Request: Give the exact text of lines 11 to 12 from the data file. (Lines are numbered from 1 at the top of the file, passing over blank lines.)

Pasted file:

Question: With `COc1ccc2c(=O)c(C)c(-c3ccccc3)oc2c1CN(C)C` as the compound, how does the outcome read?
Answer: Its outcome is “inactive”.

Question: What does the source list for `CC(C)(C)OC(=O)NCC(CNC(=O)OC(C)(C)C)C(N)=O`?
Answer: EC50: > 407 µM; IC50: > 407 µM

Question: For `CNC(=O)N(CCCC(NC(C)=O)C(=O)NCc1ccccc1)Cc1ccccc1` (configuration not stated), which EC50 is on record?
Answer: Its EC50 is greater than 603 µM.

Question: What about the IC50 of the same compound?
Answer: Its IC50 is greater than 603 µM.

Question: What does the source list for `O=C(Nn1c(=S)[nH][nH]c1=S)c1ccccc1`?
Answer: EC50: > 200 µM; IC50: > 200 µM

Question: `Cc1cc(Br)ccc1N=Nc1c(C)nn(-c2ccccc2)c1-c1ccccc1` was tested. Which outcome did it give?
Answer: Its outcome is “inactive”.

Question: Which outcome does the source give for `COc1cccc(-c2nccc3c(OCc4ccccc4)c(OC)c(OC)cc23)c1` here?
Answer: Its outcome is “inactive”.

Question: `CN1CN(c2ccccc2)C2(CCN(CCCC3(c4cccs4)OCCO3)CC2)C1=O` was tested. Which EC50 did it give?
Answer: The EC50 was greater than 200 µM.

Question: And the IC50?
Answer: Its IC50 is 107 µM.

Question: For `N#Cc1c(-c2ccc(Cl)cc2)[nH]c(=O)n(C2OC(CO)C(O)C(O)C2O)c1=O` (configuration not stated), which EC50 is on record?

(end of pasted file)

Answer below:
Question: `Cc1cc(Br)ccc1N=Nc1c(C)nn(-c2ccccc2)c1-c1ccccc1` was tested. Which outcome did it give?
Answer: Its outcome is “inactive”.